How change happens

La Vicepresidenta Margarita Cedeño y Paul Krugman.

Krugman makes an excellent point here: that Obama only got so much done by accepting incremental change.

And the question Sanders supporters should ask is, When has their theory of change ever worked? Even F.D.R., who rode the depths of the Great Depression to a huge majority, had to be politically pragmatic, working not just with special interest groups but also with Southern racists.

Remember, too, that the institutions F.D.R. created were add-ons, not replacements: Social Security didn’t replace private pensions, unlike the Sanders proposal to replace private health insurance with single-payer. Oh, and Social Security originally covered only half the work force, and as a result largely excluded African-Americans.

Just to be clear: I’m not saying that someone like Mr. Sanders is unelectable, although Republican operatives would evidently rather face him than Mrs. Clinton — they know that his current polling is meaningless, because he has never yet faced their attack machine. But even if he was to become president, he would end up facing the same harsh realities that constrained Mr. Obama.

The point is that while idealism is fine and essential — you have to dream of a better world — it’s not a virtue unless it goes along with hardheaded realism about the means that might achieve your ends. That’s true even when, like F.D.R., you ride a political tidal wave into office. It’s even more true for a modern Democrat, who will be lucky if his or her party controls even one house of Congress at any point this decade.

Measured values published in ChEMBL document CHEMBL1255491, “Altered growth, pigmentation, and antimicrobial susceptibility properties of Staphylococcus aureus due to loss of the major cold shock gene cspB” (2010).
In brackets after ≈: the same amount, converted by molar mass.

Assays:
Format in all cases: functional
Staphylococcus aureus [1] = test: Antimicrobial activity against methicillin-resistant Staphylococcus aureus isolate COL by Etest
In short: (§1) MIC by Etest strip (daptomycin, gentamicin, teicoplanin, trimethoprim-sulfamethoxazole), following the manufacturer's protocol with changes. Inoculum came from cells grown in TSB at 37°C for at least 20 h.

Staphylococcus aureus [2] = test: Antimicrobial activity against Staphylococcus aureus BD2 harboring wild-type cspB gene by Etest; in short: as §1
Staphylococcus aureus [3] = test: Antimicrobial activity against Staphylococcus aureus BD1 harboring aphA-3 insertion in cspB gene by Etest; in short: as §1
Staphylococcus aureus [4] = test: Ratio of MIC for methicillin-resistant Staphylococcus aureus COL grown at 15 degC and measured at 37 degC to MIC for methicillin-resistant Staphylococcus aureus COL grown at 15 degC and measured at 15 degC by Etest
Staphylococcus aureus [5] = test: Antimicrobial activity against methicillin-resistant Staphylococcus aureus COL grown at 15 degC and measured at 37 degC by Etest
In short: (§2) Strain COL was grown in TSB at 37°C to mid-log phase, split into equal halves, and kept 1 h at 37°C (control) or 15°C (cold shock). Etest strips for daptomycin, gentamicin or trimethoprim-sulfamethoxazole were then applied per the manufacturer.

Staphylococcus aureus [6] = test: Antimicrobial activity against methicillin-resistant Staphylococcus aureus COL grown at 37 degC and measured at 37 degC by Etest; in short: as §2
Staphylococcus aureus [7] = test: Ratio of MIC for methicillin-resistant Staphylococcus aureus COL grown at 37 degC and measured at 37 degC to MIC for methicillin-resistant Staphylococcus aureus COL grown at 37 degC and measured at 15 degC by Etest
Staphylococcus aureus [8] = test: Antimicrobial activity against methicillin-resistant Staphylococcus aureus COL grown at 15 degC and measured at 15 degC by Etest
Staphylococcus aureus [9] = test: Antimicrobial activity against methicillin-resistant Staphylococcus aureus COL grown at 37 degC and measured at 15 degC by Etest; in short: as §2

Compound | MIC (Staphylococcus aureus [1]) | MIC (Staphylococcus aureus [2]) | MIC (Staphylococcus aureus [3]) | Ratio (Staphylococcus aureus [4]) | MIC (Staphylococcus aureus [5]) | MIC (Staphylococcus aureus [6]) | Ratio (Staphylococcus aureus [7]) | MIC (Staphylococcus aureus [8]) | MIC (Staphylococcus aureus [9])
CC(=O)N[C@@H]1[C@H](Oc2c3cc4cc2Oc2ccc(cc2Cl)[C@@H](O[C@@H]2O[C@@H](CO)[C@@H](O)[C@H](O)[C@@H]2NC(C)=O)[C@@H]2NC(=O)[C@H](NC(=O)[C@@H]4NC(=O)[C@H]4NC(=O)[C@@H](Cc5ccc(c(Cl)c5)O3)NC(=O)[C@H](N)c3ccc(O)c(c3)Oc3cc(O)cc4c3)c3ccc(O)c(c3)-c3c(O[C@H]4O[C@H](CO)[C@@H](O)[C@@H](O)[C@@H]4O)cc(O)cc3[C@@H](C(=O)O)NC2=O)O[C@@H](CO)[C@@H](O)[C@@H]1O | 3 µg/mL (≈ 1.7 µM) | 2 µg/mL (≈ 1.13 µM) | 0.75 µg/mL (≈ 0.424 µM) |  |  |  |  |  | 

Sorry, but there’s nothing noble about seeing your values defeated because you preferred happy dreams to hard thinking about means and ends. Don’t let idealism veer into destructive self-indulgence.

8 thoughts on “How change happens

  1. As Lambert Strether pointed out, until recently Krugman supported single payer until Sanders put it in his policy plan.

  2. The establishment sure is fighting awful hard to stay in power and maintain all their wealth.
    Krugman has flip-flopped into a lowlife mouthpiece for the billionaire class.
    Then again maybe he’s always been blowing smoke up all of our poor old arses?

  3. If after all his years in office Bernie could point to something he did (other than co-found the Congressional Progressive Caucus – who have done pretty much zero), then I’d be willing to buy that Sparkle Pony. But there isn’t anything to point to, is there.

  4. Keep in mind, though, that the GOP hates Clinton intensely. If she becomes President, they will work tirelessly to block everything she does.

    Not saying a Sanders presidency would be any different. Just saying that HRC doesn’t have a free pass to effect policy, either.

  5. the democratic condition remains in effect as long as the gerrymandered
    obstructionist oligarchs maintain their ill gotten control of both houses…
    between bernie and hillary there may actually enough umph to bring out more than 40% of the electorate…
    this happens and it’s bye-bye assholes across the aisle…

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